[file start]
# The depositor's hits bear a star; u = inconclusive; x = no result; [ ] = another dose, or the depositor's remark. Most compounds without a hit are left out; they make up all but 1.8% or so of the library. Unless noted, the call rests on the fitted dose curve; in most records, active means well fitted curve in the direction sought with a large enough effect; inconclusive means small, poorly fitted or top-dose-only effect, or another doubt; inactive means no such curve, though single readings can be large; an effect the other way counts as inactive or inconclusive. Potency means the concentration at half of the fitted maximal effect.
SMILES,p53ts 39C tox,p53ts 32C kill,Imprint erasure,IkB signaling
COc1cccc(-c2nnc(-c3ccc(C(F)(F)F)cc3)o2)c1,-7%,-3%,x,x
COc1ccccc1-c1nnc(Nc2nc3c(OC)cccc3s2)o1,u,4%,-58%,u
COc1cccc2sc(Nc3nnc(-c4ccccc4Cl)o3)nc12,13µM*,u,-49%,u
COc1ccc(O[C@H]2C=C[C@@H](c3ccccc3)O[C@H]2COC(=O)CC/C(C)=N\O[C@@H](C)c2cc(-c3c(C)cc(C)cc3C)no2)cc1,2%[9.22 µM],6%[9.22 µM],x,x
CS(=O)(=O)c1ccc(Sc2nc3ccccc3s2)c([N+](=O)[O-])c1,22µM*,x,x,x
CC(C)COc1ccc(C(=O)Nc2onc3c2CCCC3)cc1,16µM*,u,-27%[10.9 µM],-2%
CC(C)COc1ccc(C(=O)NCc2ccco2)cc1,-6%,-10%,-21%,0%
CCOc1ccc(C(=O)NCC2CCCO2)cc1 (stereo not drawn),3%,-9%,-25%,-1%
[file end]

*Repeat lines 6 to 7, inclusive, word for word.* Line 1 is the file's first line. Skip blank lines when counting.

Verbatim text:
COc1ccc(O[C@H]2C=C[C@@H](c3ccccc3)O[C@H]2COC(=O)CC/C(C)=N\O[C@@H](C)c2cc(-c3c(C)cc(C)cc3C)no2)cc1,2%[9.22 µM],6%[9.22 µM],x,x
CS(=O)(=O)c1ccc(Sc2nc3ccccc3s2)c([N+](=O)[O-])c1,22µM*,x,x,x